Let me know some positive things going on for you, leave a comment.

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Try a Little Tinder-ness: Outsider Observations on the Dating App

(I recommend that you listen to Try a Little Tenderness by Otis Redding while reading this post)

I met my husband Chris just over four years ago and we married this year, Chris at 32 and myself at 25, but many of our friends have profiles on Tinder.

“Today, if you own a smartphone, you’re carrying a 24-7 singles bar in your pocket.” – Aziz Ansari (TIME’s adapted excerpt from Modern Romance)

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Cover of Aziz Ansari’s Modern Romance. I also recommend his show Master of None on Netflix.
Tinder is a popular online-dating app that was released a month or two after I started dating Chris so neither of us have used it personally. Not only has our relationship lasted for over four years, but somehow so has this application! I find Tinder fascinating which is why I was excited when one of my best friends downloaded it recently.

HOW IT WORKS (for those out of the loop like me):
You use your finger to swipe through the very concise online dating profiles that present a small number of photos and even less information about the person. If you swipe the profile to the left it means you’re not interested, a swipe to the right means that you are and you hope that they swipe right on you to make a match (if you swipe up it is a ‘super like’).

Our friends range from approximately 23-43 and come from a variety of walks of life. I have heard more about the Tinder experience from my male friends than the females and they never have rave reviews. I often hear that “Tinder is great for women, but terrible for men” or “It’s so much harder for guys on Tinder.” Generally, in terms of connecting through conversation, getting more matches, and having more options, I think that this is true (but this doesn’t account for all the creeps that need to be subtracted from the average woman’s message box).

My male friends consistently say that the worst part of Tinder is that girls who seem interested drop off the face of the Earth without being honest about why. My female friend who has had the recent success with Tinder said that most guys she talked to were genuinely surprised to get her responses because “most girls don’t talk on Tinder.” I have heard that some users create Tinder profiles to get more Instagram likes or even just to boost their own egos. Natalie Wolchover states what we all know, that the physical distance makes it easy to be mean online or at least easier to avoid doing the right thing.  

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Promotional poster for Meet the Patels.
After watching Meet the Patels on Netflix about six months ago (I loved this movie), I connected the similarities between arranged marriage practices and online dating. They are pretty similar with the questionnaires, profiles, and filtering systems (Aziz Ansari also makes this connection in his book Modern Romance that I hope to read soon) – they mainly differ in the sense that one has an actual paper trail instead of a digital footprint. It’s the technological aspect that allows Tinder user experiences to remain detached and dehumanized, two elements that make it easy to ignore messages or avoid telling the truth about how you feel.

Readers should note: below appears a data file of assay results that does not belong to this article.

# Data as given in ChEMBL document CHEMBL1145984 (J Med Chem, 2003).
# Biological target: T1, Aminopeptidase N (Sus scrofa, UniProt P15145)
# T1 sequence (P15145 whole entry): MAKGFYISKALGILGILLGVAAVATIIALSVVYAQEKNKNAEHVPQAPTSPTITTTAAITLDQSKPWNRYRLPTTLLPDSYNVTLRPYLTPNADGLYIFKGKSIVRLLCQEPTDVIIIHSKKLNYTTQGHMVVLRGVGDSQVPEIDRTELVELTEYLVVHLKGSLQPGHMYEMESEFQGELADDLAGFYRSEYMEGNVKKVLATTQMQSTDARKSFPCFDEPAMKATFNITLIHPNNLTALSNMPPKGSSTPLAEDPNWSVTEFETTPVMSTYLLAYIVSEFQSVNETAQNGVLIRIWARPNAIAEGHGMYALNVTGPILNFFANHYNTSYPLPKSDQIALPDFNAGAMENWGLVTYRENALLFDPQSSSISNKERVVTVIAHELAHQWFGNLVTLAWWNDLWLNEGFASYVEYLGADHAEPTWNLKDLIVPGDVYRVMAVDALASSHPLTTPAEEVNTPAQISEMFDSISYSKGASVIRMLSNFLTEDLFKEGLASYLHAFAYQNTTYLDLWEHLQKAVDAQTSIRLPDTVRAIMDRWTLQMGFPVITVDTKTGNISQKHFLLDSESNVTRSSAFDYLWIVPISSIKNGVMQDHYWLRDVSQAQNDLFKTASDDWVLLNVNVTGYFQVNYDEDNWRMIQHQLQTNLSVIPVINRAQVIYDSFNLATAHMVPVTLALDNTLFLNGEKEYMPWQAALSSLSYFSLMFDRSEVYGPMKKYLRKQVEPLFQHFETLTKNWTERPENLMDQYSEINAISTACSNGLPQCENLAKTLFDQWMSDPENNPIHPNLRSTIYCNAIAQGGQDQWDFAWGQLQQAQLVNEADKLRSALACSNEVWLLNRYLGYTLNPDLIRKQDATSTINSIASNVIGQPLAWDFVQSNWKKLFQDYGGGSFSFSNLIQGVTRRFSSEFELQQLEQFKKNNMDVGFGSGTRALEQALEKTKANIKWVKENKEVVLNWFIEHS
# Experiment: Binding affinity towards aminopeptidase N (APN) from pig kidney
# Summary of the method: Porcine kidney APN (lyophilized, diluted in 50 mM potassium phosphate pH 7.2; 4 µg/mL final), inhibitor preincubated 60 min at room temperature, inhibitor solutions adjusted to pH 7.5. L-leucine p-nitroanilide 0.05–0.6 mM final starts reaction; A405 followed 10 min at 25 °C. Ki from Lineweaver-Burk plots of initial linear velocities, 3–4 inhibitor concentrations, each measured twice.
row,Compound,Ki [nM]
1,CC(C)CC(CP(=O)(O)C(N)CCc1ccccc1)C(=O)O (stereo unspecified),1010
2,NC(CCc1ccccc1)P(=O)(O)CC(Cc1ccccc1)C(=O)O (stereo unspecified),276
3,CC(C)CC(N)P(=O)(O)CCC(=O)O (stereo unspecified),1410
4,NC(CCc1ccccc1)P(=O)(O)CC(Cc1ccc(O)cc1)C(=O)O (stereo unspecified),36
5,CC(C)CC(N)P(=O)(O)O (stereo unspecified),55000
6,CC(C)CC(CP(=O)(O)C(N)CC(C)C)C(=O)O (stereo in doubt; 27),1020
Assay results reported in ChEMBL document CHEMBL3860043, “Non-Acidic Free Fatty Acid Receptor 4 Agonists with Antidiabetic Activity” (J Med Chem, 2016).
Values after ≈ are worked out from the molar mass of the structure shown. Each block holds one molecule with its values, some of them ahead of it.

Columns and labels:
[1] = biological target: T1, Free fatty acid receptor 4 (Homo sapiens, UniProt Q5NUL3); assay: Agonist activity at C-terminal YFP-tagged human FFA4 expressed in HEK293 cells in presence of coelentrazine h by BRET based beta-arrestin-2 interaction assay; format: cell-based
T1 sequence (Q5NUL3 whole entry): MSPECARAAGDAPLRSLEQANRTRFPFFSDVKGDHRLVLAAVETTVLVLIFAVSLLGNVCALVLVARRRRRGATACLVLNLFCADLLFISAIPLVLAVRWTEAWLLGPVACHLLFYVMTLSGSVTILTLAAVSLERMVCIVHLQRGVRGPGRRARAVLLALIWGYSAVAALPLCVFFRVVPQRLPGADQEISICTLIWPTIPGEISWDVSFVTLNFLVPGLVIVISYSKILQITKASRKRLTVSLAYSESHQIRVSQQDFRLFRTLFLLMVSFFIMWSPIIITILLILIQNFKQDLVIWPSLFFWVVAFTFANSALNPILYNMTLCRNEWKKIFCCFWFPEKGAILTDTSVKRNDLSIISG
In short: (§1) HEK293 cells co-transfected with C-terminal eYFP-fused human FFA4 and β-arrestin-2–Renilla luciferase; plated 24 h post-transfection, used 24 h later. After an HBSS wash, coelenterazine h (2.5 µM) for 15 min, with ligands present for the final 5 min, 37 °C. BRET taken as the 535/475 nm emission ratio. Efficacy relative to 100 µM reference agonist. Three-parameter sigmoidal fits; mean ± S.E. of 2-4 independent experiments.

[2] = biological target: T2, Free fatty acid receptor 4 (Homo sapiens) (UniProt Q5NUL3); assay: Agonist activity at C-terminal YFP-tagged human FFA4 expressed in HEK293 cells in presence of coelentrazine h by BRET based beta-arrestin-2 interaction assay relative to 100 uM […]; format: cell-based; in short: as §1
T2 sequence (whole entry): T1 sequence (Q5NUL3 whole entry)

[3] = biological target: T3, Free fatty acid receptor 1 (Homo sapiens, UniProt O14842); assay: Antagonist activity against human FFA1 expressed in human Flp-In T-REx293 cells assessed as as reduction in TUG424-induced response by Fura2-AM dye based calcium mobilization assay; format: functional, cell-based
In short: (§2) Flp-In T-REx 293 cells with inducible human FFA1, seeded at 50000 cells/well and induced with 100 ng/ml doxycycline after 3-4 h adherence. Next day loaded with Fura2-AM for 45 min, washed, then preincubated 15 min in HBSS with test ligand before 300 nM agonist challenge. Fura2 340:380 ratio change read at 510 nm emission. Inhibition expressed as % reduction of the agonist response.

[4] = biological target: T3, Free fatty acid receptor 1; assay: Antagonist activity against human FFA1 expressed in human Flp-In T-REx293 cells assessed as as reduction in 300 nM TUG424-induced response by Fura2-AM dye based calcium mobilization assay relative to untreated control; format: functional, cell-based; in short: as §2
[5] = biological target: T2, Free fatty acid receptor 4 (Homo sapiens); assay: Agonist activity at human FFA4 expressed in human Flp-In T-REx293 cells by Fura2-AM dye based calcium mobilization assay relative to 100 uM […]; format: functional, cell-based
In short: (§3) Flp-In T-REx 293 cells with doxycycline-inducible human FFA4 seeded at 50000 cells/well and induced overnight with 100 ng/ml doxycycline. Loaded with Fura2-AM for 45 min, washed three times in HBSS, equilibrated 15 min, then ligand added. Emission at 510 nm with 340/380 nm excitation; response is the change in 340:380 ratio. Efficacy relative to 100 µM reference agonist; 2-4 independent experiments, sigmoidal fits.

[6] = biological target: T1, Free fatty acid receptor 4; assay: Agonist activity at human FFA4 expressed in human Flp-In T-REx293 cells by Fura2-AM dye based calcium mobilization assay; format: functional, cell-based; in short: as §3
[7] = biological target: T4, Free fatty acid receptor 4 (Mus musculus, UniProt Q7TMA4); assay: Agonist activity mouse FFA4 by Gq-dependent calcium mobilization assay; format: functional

Kate Hakala describes why over half of “location-based dating app users” are men. She compares Tinder to gaming apps, this assessment is based on the finger swiping – Hakala claims that men are just trying to beat the odds.

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In 2014, Nick Bilton, of the New York Times, wrote that “men are nearly three times as likely to swipe ‘like’ (in 46 percent of cases) than women (14 percent).” My male friends and I have joked about how often times guys (including them) seem to swipe right for ‘like’ without even looking at the profiles that scroll past. They’re more likely to get matches this way – they can sort through their options later if they swipe ‘like’ now.

Whether they are swiping right like mad, as if they’re hitting that N-64 A-button as fast as they can, or they are legitimately more open minded, I wonder, do these swipe-happy males care more about quantity of matches over quality?

But what if the goal of the game is less about your quick finish time and more about your high score?

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My female friends who use Tinder have both good and bad things to say. For example, my aforementioned friend who recently downloaded the app changed her main profile photo after being less than impressed with her options on the first day – BAM matches were flying in. Once she had chosen a sultrier photo she was quickly matching with guys that she deemed as more attractive, however, more matches also meant that the amount of ‘creeps’ increased as well – by this I mean guys who open with “What’s your favourite position?” instead of a polite hello.

I was blown away by how fast the list of cute guys she matched with grew. It’s been a little more than a week and it actually seems like she found a keeper already! If she has, of course, in due time she will remove her profile from Tinder and there will be one less female user for the statistics.

Now this is the story of an attractive girl in her early twenties, but my friends in their 30s haven’t had the same luck.

A couple of years ago, I went to my friend Lori Anne’s house for a girl’s night. Lori Anne and I both had serious boyfriends, but her three single friends were talking about how hard finding the right guy was. I don’t remember what I had said, but I clearly recall one girl biting my head off. She told me that my opinion didn’t count because I was in my twenties and that I had no idea how hard it was for older women. I laughed at how rash of a statement it was, but I find myself wondering how true it might be.

My early-twenty-something friend found that the number of guys interested was overwhelming for her, whereas my friends in their thirties finds that options are sparse. This leads to questions such as is Tinder ageist? Is the offline dating game ageist too? What other prejudices does the app enable?

I think Tinder sounds like fun, but everyone should be aware of abuse within the system including fake profiles for advertisements, general misuse, and catfishing.

I know people who have married after meeting on online dating sites like Plenty of Fish, but do you know any long-term commitment success stories from couples who have met on Tinder?

Let me know some of your experiences and enlighten me on the world of Tinder.

all-paws
Visit their site here.
PS – What’s way better than Tinder? The All Paws app that matches you to adoptable dogs!